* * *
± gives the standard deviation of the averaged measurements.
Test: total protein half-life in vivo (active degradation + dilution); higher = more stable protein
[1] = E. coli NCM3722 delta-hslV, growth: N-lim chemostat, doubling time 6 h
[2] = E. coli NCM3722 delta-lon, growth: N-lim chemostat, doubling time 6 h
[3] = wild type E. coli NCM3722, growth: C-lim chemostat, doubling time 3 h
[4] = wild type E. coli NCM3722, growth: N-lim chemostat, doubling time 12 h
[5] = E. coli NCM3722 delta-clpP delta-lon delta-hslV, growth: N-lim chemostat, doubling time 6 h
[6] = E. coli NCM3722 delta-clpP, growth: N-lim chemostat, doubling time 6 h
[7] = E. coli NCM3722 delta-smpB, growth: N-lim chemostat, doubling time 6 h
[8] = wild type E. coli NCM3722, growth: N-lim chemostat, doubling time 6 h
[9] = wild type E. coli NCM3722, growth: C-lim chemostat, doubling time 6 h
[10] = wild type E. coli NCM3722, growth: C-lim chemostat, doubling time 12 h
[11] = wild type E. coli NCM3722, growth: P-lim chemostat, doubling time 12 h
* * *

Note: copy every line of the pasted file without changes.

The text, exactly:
± gives the standard deviation of the averaged measurements.
Test: total protein half-life in vivo (active degradation + dilution); higher = more stable protein
[1] = E. coli NCM3722 delta-hslV, growth: N-lim chemostat, doubling time 6 h
[2] = E. coli NCM3722 delta-lon, growth: N-lim chemostat, doubling time 6 h
[3] = wild type E. coli NCM3722, growth: C-lim chemostat, doubling time 3 h
[4] = wild type E. coli NCM3722, growth: N-lim chemostat, doubling time 12 h
[5] = E. coli NCM3722 delta-clpP delta-lon delta-hslV, growth: N-lim chemostat, doubling time 6 h
[6] = E. coli NCM3722 delta-clpP, growth: N-lim chemostat, doubling time 6 h
[7] = E. coli NCM3722 delta-smpB, growth: N-lim chemostat, doubling time 6 h
[8] = wild type E. coli NCM3722, growth: N-lim chemostat, doubling time 6 h
[9] = wild type E. coli NCM3722, growth: C-lim chemostat, doubling time 6 h
[10] = wild type E. coli NCM3722, growth: C-lim chemostat, doubling time 12 h
[11] = wild type E. coli NCM3722, growth: P-lim chemostat, doubling time 12 h